Call for Papers: Rural History 2019 Panel – Bringing back the Agrarian Question

RHN 180/2018 | Call

Organisers: Elisa Botella-Rodríguez, University of Salamanca (USAL), Spain, Wilson Picado-Umaña, Universidad Nacional (UNA), Costa Rica, Alma Amalia González, CIMSUR-UNAM, Mexico, and Ángel Luis González-Esteban, Universidad Nacional a Distancia (UNED), Spain

Rural History 2019, 10-13 September 2019, Paris, France

Deadline for paper proposals: 1 February 2019


Call for Papers:
Rural History 2019 Panel
Bringing back the Agrarian Question. Territories and Sustainability in Latin America from a Global Perspective (1900-2018)

The agrarian question is a historical, persistent and structural problem in Latin America, the most unequal region worldwide. Land is even more unequal in the region than income distribution where the Gini coefficient for income is 0.48 compared with 0.79 for land (OXFAM, 2016). Since the early 1900s, land inequality has been the root of struggles and revolutions in the subcontinent. Mexico during the Revolution ("La tierra para quien la trabaja", claimed by Emiliano Zapata), the Cuban Revolution or the MST in Brazil. These tensions also enhanced continuing state-led interventions to redistribute land from large landowners to the peasantry. However, Import Substitution Industrialisation placed agriculture in a secondary role while state-led programmes resulted in a new era of agriculture capitalism. Leaving behind and accelerating the disappearance of old rural oligarchies dominant in the subcontinent until 1945, land was re-concentrated by old or new owners versus the limited role of small farmers in the new process of modernisation and agricultural growth. However, some spaces remained for autonomous indigenous communities, cooperatives and peasant economies. They had an active role in different land reforms processes.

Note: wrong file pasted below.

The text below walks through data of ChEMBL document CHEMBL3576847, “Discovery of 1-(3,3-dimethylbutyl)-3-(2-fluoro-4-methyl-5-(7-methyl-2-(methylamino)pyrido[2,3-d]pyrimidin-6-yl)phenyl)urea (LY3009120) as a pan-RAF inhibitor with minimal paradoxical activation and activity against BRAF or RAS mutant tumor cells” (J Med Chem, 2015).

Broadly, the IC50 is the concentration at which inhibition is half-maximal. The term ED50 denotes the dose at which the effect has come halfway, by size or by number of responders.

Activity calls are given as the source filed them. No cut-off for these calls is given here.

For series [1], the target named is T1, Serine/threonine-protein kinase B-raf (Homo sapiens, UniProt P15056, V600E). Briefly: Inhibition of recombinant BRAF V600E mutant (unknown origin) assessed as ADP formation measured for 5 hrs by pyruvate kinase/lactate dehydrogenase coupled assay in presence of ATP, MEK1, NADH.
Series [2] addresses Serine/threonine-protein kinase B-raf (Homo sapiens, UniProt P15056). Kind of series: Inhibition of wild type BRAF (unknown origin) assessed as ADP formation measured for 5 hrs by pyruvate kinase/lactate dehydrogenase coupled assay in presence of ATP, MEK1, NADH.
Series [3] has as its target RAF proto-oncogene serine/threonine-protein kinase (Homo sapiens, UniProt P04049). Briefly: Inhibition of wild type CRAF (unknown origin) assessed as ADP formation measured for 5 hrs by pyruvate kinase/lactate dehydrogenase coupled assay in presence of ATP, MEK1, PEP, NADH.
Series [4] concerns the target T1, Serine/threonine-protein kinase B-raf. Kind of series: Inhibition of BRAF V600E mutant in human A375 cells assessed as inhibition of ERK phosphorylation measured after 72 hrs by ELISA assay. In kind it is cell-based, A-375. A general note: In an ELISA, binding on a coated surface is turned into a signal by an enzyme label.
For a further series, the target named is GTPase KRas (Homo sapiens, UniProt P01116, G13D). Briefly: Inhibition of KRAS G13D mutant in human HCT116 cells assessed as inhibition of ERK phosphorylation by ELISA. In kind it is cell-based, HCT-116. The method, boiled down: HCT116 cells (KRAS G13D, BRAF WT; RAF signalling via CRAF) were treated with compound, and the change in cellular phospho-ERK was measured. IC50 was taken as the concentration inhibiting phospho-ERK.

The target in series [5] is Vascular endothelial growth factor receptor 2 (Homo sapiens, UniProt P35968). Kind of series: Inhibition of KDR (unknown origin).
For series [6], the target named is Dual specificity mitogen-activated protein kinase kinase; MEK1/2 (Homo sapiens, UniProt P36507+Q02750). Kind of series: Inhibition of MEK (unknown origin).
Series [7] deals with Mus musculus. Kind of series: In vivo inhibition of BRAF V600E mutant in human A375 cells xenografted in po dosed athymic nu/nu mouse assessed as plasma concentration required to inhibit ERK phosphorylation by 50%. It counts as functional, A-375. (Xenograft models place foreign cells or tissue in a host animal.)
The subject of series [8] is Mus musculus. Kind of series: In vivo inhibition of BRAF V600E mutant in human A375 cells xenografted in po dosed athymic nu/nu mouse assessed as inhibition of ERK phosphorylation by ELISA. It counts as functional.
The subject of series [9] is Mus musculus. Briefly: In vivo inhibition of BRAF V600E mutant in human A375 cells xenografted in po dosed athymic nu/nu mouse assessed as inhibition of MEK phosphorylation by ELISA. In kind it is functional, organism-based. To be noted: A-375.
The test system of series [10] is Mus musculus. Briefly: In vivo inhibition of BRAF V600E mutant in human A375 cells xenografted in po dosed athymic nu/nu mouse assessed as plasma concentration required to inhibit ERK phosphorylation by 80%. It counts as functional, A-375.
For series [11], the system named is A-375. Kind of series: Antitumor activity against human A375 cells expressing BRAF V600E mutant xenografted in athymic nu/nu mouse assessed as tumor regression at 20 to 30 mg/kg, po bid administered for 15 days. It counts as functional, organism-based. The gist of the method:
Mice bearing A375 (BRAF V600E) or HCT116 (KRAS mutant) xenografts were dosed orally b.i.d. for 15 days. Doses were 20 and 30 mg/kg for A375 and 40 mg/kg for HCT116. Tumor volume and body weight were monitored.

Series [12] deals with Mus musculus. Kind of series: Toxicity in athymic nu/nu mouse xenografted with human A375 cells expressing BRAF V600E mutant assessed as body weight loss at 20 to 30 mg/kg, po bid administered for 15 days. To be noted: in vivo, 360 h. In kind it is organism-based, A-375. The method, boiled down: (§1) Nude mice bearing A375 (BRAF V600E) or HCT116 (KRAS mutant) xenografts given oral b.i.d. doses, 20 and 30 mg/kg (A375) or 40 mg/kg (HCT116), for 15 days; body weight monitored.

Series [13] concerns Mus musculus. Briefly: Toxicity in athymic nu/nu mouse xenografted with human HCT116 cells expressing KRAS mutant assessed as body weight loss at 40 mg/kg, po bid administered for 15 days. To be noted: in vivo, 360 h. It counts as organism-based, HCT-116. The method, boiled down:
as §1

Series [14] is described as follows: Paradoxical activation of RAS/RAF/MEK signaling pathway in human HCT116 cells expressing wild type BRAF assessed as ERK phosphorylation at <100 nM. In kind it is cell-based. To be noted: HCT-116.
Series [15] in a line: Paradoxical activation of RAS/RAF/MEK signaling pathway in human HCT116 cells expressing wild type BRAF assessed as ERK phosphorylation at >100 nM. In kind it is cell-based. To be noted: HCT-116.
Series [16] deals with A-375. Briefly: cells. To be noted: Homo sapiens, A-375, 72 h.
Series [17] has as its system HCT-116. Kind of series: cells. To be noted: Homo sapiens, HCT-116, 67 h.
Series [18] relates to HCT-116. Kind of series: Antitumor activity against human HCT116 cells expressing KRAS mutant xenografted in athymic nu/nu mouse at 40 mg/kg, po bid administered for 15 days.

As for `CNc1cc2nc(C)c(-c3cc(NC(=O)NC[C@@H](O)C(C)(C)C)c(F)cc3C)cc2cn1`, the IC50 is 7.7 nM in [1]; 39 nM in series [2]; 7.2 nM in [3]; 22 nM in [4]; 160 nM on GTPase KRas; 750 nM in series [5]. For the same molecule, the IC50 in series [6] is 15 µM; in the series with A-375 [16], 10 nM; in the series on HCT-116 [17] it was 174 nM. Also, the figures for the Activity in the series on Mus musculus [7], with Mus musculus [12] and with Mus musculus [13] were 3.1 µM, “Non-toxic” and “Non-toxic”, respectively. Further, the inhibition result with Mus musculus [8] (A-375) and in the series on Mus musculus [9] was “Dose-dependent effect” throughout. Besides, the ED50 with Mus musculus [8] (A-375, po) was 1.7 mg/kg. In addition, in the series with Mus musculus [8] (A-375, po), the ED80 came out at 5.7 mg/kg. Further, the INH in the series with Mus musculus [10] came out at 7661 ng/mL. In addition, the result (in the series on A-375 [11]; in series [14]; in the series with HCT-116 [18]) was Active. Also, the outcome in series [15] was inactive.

The Global Food Crisis (2007-2008) and the increasing role of transnational peasant movements reopened the debate on land redistribution and the role of small farmers to produce food for national consumption. The rise of forest conservation policies, extractivism based on agribusiness plantations and large scale mining, and international drug trafficking nets also shaped the dimensions and features of the new agrarian question in the region. Whereas the land problem was mainly focussed on concentration, land tenancy and agricultural modernisation during the XXth Century, land is currently more attached to environmental services appropriation, communal and ethnical rights, ecological awareness and the expansion of GMOs and agrofuels. This panel offers a multidisciplinary and updated debate on the land question and its new dimensions in Latin America. Accordingly, we call for research on the complexity of agrarian change in the region as well as the study of global and local processes at the territorial level. Finally, long-term historical research and proposals on the new dimensions and characteristics of the agrarian question in Latin America are very welcome.

Panel contributions:
Wilson Picado and Elisa Botella, De facto Agrarian Reform in Costa Rica. Forest, Monocrop and Land Tenancy over the Long Run
Alma Amalia González, Social Dynamics in Frailesca region, Chiapas: between ejidatarios and "the others"



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